Inland Beach in the 1954 - from left Rufus Neel, Betty Joan Read Pitts, Emma Jean Read Heim, Warren Neel
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Inland Beach was All the Rave!

Inland Beach was all the rave and memories among locals are as vivid as were the large letters on the back side of the pool.

On the north side of the pool painstakingly crafted timber poles spelled the words “Inland Beach” in capital letters, one by one, like California’s “Hollywood” sign. The pool, located on the outskirts of Lucedale, was a one-acre, sandy bottom, spring-fed lake. In its heyday, 1949-1962, Inland Beach was the only public pool between Hattiesburg and Mobile. Another public pool and a country club opened in the late 1960s and early 1970s, but Inland Beach was the place to be until 1977 when it closed to the public.

Some folks who remember it never got a chance to swim there as they were passersby motoring along the highway. The ones with the most vivid memories are those lucky enough to have swum there. It featured a slide, a rope swing, a low dive and a high dive. The 10-foot-tall high dive served as a test rite of passage among young boys.

Take Scott Hunter, for example. The Alabama quarterback/sportscaster/television personality earned his rites of passage at the pool while growing up in Lucedale. He fondly remembers riding his bicycle from town to Inland Beach during his younger years.

“So, there I was on the high dive platform at Inland Beach. It looked like it was 40 feet high and it might have been. The older bully boys were telling me that I wasn’t going to go back down the ladder. I had to dive off or else. My first dive off that high dive! Later the big bully boys were playing ‘shark’ behind the big rope swing platform and daring me to dive in and escape by them. If they caught you, they’d hold you submerged till you were out of air. I dove in and toed the sand sticking to the bottom to circle around all them and surface without getting caught,” Hunter said. “As time went on, the Sunday afternoons at Inland Beach revealed the tanned beautiful high school girls in two-piece bathing suits. No names mentioned for they know who they were but never a prettier sight for a 14/15-year-old boy.”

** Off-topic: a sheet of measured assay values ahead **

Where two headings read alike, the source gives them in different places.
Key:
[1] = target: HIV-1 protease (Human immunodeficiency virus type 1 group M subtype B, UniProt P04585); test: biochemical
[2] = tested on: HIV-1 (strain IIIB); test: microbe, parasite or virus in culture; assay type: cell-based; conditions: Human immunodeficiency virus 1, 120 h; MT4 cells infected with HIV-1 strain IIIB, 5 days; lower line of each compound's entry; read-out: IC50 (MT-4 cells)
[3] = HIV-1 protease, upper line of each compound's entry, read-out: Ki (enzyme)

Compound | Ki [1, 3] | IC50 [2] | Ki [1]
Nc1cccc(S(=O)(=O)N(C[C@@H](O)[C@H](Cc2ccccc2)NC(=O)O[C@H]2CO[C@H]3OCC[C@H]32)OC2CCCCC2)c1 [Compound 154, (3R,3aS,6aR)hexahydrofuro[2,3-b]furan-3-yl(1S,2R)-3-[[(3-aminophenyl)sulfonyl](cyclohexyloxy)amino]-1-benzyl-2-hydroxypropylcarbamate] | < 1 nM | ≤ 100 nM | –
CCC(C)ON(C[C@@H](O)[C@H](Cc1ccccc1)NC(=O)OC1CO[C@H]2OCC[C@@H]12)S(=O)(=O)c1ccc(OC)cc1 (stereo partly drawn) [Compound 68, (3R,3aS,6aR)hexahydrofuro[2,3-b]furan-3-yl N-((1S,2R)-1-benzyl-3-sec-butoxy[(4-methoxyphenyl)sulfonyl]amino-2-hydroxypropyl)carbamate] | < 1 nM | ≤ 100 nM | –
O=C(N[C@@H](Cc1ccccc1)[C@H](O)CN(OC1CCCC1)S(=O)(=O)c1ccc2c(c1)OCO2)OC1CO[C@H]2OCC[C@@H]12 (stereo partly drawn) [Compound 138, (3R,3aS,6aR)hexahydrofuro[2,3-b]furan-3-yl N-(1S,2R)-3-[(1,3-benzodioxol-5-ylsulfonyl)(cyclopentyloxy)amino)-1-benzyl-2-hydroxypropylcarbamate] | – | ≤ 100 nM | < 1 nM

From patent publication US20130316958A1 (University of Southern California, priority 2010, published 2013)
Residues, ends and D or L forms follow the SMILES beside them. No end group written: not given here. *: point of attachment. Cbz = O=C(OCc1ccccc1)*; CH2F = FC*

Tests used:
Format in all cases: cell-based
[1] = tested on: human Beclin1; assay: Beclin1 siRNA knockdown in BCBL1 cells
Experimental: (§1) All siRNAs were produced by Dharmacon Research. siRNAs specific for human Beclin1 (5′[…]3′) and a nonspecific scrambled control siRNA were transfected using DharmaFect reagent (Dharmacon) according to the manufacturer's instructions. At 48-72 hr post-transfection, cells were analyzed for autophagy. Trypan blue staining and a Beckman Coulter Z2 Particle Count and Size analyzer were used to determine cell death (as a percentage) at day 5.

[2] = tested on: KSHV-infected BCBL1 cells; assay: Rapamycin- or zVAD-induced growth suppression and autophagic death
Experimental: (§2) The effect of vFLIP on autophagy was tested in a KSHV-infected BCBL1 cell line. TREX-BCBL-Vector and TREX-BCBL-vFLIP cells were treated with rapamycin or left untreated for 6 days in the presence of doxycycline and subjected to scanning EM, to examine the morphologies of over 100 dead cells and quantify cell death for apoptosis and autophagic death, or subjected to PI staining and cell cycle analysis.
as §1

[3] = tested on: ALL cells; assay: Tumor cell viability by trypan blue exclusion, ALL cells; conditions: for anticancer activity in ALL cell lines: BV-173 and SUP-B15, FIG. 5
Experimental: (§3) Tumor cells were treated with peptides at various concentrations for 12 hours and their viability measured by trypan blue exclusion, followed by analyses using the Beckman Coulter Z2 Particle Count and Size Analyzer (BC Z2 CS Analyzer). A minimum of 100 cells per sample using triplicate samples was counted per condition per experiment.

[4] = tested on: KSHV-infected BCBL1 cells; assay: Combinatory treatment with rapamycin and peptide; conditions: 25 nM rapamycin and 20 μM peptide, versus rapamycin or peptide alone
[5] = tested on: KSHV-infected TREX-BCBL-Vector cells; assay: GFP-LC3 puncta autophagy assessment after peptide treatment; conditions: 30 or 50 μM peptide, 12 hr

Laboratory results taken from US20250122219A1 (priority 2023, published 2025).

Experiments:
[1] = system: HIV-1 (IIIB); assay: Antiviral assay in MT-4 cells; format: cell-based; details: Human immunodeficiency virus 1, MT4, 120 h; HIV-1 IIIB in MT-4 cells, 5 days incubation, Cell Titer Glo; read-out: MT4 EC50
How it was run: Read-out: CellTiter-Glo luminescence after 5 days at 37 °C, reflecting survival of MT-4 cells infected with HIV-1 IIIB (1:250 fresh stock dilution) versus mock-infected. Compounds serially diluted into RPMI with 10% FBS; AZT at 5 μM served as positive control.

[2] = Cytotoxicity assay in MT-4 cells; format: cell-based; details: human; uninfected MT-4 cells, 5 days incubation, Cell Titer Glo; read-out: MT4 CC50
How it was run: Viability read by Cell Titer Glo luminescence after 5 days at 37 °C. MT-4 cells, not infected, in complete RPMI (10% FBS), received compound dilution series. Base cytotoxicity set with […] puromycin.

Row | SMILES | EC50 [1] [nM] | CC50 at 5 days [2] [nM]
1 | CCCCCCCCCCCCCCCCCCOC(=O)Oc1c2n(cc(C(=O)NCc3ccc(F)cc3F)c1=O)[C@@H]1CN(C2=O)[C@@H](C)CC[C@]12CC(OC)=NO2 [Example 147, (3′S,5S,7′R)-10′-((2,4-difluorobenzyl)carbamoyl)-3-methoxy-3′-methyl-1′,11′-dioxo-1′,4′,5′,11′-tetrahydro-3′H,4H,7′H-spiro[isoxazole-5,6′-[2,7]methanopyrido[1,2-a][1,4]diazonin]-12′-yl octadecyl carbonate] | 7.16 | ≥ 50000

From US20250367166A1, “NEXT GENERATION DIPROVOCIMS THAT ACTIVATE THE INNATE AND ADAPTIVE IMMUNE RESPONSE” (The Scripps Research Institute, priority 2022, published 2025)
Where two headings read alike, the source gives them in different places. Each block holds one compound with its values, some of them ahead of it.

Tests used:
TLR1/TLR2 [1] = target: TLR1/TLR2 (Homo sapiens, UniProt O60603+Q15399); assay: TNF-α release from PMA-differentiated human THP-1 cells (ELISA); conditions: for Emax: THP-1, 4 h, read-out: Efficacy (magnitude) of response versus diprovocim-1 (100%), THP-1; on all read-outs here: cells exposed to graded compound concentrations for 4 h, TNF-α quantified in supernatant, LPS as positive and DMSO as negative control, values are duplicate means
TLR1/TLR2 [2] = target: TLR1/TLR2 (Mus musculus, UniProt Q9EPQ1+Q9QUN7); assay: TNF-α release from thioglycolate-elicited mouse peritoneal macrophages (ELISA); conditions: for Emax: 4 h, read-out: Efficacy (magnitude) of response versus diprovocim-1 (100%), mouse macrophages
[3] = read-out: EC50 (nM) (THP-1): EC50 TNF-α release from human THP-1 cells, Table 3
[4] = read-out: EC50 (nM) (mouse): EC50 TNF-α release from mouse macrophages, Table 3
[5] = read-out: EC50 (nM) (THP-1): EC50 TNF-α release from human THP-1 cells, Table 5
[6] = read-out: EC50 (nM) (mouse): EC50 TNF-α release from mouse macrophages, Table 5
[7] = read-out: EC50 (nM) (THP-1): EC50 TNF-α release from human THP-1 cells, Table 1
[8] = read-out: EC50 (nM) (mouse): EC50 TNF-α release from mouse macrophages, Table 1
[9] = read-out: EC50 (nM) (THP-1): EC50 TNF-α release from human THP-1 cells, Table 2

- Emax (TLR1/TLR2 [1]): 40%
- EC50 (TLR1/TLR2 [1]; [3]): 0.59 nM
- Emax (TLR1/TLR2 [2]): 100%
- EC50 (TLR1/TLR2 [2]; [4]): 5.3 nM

Danny Wayne Pipkins has memories similar to Hunter. “We’d spend the day out there.”

“The slide was on the pier inside the gate. The low dive was there. You’d swim from the low dive to the high dive,” Pipkins said. “The high dive was a rite of passage.”

For Mark Maples, Inland Beach was the place he learned to swim through American Red Cross lessons. Another memory he has involves frozen Snicker candy bars. His mother tried freezing Snickers at home, but they never tasted as good as those at Inland Beach.

Mavis Dungan, whose aunt and uncle, Minnie and Marion Havis, created Inland Beach, said a frozen Snicker cost 5 cents and was their biggest seller. “It was Uncle Marion’s idea to freeze them. They were a big hit. He froze Milky Way bars too, but the Snickers outsold the Milky Way five to one,” she said. “They also sold popsicles and small boxes of ice cream, but that was not nearly as popular as the frozen Snickers.”

Dungan said, “My daughter Joy says the reason they Snickers were so much better at Inland Beach than any attempt of freezing them at home was because when you ate a Snicker bar at Inland Beach you couldn’t help but get a little sand, grit and pool water in each bite.”

The pool and café were so popular because nothing like it existed nearby at that time. According to Dungan, on Saturday and Sunday afternoons the parking lot filled completely requiring latecomers to park along the roadside. The late Nellie Dean Horn once told Dungan that she and Pat Bryan, who is also now deceased, took their children to Inland Beach every day of the week except weekends. “Their husbands were home from work on Saturdays and church was on Sundays. It wasn’t a matter of whether they were going during the week. Instead, it was a matter of whether they’d pack a picnic lunch or buy hamburgers from the café.”

A hamburger from the café was 15 cents. Fries were about 10 cents. A plate lunch that included an entrée, two vegetables, dessert and beverage was 75 cents. “And it cost 25 cents to swim. You could get a season ticket. I’m not sure how much those were, maybe $10 or $15 for the summer.”

Carloads of mothers not only took their children to swim there, but also carried their garden-fresh vegetables. “The ladies would sit there visiting and shelling peas and butterbeans while their children played and swam,” Dungan said.

Another novelty about Inland Beach was the music. Friday and Saturday nights drew crowds to hear local bands who played just inside the café door near the jukebox. Speakers broadcasted the music both inside and outside for not only the musicians but also songs playing from the jukebox. The jukebox carried all the popular country songs of that time period. You could play one song for 10 cents or three for a quarter.

No wonder Inland Beach was all the rave.

Award-winning journalist Nancy Jo Maples has been writing about Mississippi people and places for more than 30 years. Contact her at [email protected]

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